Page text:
Uniqlo Intros First-Ever Global Ad Campaign

Uniqlo, which has had some stumbles in its bid to introduce America to the Japanese powerhouse, is hoping its first-ever global ad campaign will show people just how serious it is about clothes. 

Themed “The Science of Lifewear,” the ads showcase the retailer’s unique approach to clothing, as well as its egalitarian appeal, with clothing it likes to say is “made for everyone, everywhere.”

The campaign, which broke last month in Japan, got its U.S. debut during the Emmy Awards, with its ad airing in the New York/New Jersey market. “We wanted to take the opportunity of our 10th anniversary in the U.S. to make sure people understand what Uniqlo stands for,” says Aldo Liguori, who heads communication for Fast Retailing, the Tokyo-based parent company. “Prior to this, we haven’t focused on over-the-air ads in the U.S., and instead mainly used digital, in-store and transit.”



Shot in Japan, the campaign poses deep questions, asking “Why do we get dressed?” Beyond the obvious (like because most of us would get arrested if we left the house naked), it pokes into the psychology of wardrobe: “Is it to feel warm? Safe?” In addition to invoking science-y words, like “Warm colors release dopamine,” the urban Japanese street scene and the British voiceover offer a hefty shot of multiculturalism, likely to have strong appeal for the urbanites who favor Uniqlo’s utilitarian vibe.

But that urban appeal may be part of Uniqlo’s problems here. While Fast Retailing has been expanding in the U.S. since opening its first store in New York City 10 years ago, it has cut back its expansion plans, from 15 or so per year to about 5. And earlier this year, it shuttered five stores, mostly in suburban locations.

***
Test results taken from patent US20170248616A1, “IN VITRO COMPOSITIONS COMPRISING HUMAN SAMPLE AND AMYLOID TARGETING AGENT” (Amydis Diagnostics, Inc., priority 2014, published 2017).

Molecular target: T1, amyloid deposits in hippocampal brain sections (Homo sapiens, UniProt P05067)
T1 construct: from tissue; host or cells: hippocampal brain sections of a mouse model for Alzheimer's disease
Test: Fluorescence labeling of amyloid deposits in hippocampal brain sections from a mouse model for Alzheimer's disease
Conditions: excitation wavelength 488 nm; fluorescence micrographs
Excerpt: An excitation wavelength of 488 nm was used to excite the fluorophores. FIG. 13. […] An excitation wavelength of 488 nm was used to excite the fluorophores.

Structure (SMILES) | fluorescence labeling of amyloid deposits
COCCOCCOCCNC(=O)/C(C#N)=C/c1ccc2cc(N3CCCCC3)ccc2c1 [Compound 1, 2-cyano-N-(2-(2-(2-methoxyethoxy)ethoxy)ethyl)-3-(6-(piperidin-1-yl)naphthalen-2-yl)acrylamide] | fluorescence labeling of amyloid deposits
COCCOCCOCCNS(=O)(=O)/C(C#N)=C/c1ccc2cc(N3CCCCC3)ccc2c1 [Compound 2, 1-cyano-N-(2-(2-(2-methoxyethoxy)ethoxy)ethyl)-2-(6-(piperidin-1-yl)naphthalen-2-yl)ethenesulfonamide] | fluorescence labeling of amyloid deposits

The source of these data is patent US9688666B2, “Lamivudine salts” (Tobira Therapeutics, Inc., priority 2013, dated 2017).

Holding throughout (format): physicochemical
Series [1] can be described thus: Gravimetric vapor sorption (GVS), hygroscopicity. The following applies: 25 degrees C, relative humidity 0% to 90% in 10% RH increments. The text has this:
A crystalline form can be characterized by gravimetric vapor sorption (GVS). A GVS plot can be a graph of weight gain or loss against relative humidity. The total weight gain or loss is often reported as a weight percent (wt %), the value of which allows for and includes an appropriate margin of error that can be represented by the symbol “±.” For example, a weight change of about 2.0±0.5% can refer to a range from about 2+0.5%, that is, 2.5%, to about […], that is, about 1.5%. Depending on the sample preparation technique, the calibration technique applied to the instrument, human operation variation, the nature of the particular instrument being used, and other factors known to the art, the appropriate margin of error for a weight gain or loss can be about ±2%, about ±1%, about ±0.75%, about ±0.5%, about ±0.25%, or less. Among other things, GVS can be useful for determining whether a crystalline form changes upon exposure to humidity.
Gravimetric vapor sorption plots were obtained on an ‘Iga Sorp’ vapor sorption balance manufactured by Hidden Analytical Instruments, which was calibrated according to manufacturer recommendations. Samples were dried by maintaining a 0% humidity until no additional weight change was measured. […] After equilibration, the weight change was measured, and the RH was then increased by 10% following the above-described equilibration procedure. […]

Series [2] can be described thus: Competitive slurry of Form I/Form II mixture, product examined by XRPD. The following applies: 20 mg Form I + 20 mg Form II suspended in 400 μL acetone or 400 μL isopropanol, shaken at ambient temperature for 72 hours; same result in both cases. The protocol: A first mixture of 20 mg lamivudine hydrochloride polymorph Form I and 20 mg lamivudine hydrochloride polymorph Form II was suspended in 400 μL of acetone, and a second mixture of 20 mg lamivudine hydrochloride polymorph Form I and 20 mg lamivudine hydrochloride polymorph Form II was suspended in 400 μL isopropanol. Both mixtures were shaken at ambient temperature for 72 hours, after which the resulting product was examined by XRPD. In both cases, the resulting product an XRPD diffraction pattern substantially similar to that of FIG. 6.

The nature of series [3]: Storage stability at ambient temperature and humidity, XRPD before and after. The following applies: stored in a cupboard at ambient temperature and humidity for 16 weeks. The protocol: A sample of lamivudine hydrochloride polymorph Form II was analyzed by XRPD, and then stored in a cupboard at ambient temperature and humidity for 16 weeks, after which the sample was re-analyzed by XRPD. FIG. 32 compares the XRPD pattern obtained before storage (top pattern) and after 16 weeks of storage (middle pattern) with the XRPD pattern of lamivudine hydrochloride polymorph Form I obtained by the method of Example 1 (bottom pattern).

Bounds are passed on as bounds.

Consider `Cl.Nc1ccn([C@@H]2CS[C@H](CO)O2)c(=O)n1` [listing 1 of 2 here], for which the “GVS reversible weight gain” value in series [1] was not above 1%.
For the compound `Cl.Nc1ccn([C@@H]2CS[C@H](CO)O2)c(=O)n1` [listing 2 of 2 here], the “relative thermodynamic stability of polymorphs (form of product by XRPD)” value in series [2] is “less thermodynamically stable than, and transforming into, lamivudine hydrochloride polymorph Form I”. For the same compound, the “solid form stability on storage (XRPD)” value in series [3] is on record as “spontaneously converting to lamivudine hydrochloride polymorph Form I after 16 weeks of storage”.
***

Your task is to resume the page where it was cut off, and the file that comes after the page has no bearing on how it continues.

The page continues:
“It’s not a matter of urban versus suburban consumers,” Liguori tells Marketing Daily. “Those stores were closed because they were in locations that didn't generate enough traffic. We’re now focusing on larger stores in key locations that will do better for us.” Its first Canadian store, in Toronto, is set to open this month.

In addition to the introductory brand spot, six different versions highlight core Uniqlo products -- a list that includes jeans, joggers, knits, Ultra-Light Down and its HeatTech fabric. Those are running in the New York and New Jersey market in prime time, late night, sports, and holiday programming. Droga 5 is the agency. “It’s a new opportunity, and we’re very excited,” Ligouri says.

Worldwide, Fast is the fourth-largest specialty retailer of private-label clothing, trailing Inditex, which owns Zara; Hennes & Mauritz, or H&M, and the Gap. But with its “Simple made better” positioning, it’s also fending off cheap-chic chains like Forever 21, Topshop and Primark, the Irish retailer just gaining a toehold stateside. And it’s a challenging environment with consumers being more careful about clothing purchases, cutting into results at both Gap and H&M.

H&M, meanwhile, has been getting plenty of buzz for an ad for its new women’s collection that follows women through some un-ladylike moves. And it’s just launched a campaign for its menswear, once again starring soccer legend David Beckham, with comedian Kevin Hart as his pesky little sidekick.

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